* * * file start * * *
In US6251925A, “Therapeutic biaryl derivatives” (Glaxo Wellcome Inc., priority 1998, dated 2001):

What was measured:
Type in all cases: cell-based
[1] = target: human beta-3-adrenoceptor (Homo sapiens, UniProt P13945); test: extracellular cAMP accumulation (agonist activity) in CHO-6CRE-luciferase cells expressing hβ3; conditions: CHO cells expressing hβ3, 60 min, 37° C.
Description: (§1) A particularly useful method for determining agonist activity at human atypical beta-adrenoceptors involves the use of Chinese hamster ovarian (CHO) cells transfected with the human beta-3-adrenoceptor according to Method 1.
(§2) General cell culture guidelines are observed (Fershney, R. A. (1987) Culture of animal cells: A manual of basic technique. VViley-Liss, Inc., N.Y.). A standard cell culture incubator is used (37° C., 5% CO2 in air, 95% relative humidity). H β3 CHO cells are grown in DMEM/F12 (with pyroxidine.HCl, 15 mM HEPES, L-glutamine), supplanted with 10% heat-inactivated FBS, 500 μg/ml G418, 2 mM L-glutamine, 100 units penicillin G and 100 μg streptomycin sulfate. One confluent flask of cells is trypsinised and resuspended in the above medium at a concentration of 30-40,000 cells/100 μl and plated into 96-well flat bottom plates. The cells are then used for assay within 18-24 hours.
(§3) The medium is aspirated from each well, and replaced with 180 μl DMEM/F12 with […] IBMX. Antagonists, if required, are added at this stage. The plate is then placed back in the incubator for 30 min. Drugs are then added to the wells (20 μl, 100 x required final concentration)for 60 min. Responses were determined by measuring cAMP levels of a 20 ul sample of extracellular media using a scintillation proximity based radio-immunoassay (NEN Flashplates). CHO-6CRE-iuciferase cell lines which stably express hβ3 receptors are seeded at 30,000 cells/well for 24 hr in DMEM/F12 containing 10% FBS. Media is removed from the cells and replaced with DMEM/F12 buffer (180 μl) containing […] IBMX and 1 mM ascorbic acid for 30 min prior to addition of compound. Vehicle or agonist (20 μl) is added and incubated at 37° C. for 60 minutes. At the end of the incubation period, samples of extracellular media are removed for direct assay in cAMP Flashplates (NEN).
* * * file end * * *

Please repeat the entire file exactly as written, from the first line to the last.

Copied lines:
In US6251925A, “Therapeutic biaryl derivatives” (Glaxo Wellcome Inc., priority 1998, dated 2001):

What was measured:
Type in all cases: cell-based
[1] = target: human beta-3-adrenoceptor (Homo sapiens, UniProt P13945); test: extracellular cAMP accumulation (agonist activity) in CHO-6CRE-luciferase cells expressing hβ3; conditions: CHO cells expressing hβ3, 60 min, 37° C.
Description: (§1) A particularly useful method for determining agonist activity at human atypical beta-adrenoceptors involves the use of Chinese hamster ovarian (CHO) cells transfected with the human beta-3-adrenoceptor according to Method 1.
(§2) General cell culture guidelines are observed (Fershney, R. A. (1987) Culture of animal cells: A manual of basic technique. VViley-Liss, Inc., N.Y.). A standard cell culture incubator is used (37° C., 5% CO2 in air, 95% relative humidity). H β3 CHO cells are grown in DMEM/F12 (with pyroxidine.HCl, 15 mM HEPES, L-glutamine), supplanted with 10% heat-inactivated FBS, 500 μg/ml G418, 2 mM L-glutamine, 100 units penicillin G and 100 μg streptomycin sulfate. One confluent flask of cells is trypsinised and resuspended in the above medium at a concentration of 30-40,000 cells/100 μl and plated into 96-well flat bottom plates. The cells are then used for assay within 18-24 hours.
(§3) The medium is aspirated from each well, and replaced with 180 μl DMEM/F12 with […] IBMX. Antagonists, if required, are added at this stage. The plate is then placed back in the incubator for 30 min. Drugs are then added to the wells (20 μl, 100 x required final concentration)for 60 min. Responses were determined by measuring cAMP levels of a 20 ul sample of extracellular media using a scintillation proximity based radio-immunoassay (NEN Flashplates). CHO-6CRE-iuciferase cell lines which stably express hβ3 receptors are seeded at 30,000 cells/well for 24 hr in DMEM/F12 containing 10% FBS. Media is removed from the cells and replaced with DMEM/F12 buffer (180 μl) containing […] IBMX and 1 mM ascorbic acid for 30 min prior to addition of compound. Vehicle or agonist (20 μl) is added and incubated at 37° C. for 60 minutes. At the end of the incubation period, samples of extracellular media are removed for direct assay in cAMP Flashplates (NEN).